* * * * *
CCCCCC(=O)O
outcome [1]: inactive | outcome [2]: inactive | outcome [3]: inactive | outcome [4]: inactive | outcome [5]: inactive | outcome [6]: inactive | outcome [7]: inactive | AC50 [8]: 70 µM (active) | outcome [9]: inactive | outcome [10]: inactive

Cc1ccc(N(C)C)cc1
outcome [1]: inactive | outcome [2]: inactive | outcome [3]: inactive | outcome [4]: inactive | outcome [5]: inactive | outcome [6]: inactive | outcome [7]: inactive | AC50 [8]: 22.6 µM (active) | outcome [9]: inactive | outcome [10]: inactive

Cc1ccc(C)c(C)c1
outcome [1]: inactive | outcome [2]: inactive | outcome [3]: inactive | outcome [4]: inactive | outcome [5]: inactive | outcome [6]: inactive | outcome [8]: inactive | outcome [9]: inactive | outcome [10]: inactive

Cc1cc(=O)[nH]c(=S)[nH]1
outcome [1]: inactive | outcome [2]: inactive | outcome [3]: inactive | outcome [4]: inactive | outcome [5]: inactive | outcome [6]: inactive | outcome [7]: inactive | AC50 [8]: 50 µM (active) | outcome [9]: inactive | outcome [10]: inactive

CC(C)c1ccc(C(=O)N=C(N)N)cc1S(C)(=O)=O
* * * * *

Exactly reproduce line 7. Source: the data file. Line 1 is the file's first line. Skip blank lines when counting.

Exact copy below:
Cc1cc(=O)[nH]c(=S)[nH]1